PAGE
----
The old abandoned railroad viaduct was converted into what is today the Viaduc des Arts, a series of arched spaces that house an array of programs: shopping centers, restaurants, galleries, workshops and cafes. The viaduct retains its original rose brick cladding and the façade articulates its original 64 vaulted arches, now shops and galleries. So, although the space is renovated, the original forms of the old viaduct are kept, respecting the old age quality of the space. Additionally, the promenade and the shops are connected, facilitating accessibility for tourists and visitors. In this example, landscape architecture and renovation architecture work hand in hand to revive a former obsolete space, showing how architecture can liven a space in several forms as opposed to just one in which a new building is built. This example is similar to that of La Rambla, only at a smaller scale.

Sequence of the different spaces of the promenade. Source: localnomad
Sequence of the different spaces of the promenade.
Source: localnomad
The brick cladded facade of the renovated Viaduc des Arts. The original vaulted arches are now shops and galleries. Source: localnomad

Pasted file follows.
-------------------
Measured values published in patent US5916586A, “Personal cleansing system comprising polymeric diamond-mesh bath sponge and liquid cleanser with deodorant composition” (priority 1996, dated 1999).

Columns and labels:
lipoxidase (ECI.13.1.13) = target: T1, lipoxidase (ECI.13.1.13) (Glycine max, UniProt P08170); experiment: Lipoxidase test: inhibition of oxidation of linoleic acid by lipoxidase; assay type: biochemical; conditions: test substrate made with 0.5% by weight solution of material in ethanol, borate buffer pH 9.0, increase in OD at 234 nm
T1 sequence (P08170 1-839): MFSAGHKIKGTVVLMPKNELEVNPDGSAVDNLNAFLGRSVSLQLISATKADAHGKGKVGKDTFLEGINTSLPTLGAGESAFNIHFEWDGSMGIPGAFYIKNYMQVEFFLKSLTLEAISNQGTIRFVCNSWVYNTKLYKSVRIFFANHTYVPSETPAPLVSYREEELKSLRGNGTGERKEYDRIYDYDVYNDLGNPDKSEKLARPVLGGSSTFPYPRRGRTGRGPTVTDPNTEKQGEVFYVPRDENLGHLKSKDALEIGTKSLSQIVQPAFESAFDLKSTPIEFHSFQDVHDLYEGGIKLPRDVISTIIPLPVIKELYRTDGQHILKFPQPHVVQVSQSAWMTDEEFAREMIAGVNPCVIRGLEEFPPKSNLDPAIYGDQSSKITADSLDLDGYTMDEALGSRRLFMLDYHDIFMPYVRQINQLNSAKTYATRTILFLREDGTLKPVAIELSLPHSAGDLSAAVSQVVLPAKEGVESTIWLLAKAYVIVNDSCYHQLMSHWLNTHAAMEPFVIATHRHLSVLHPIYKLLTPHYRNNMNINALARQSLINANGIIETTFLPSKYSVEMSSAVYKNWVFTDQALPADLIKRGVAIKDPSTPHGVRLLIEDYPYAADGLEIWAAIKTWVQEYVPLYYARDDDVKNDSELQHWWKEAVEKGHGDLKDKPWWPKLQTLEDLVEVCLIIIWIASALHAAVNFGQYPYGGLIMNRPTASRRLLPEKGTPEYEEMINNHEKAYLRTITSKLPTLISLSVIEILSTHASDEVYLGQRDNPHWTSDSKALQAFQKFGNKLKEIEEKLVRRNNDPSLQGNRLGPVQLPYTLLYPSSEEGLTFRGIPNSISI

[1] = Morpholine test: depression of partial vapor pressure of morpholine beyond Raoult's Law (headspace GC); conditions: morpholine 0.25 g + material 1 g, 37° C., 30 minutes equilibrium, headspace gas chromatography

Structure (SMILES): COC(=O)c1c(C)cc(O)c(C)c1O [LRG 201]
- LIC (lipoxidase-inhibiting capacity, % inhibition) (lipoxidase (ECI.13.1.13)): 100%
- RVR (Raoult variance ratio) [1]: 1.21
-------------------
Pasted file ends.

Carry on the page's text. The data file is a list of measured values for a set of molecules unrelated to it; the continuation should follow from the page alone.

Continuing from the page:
The brick cladded facade of the renovated Viaduc des Arts. The original vaulted arches are now shops and galleries.
Source: localnomad

Conclusion

Architecture as revival has been present throughout history, all over the world and in several forms: new architecture, transformation architecture, landscape architecture, architecture as an organizational system, architecture as renovation, and so on.  It has the power to solve problems of all shapes and sizes and to create opportunities in places where possibilities seemed or seem scarce. This is not only beneficial to the physical landscape and cities, it is beneficial to society as well.

 

 

 

 

 

 


 

RESEARCH RESOURCES

EU Imposes Oil Embargo on Iran: https://globalhistory.expressions.syr.edu/eu-imposes-oil-embargo-on-iran/

Promenade Plantee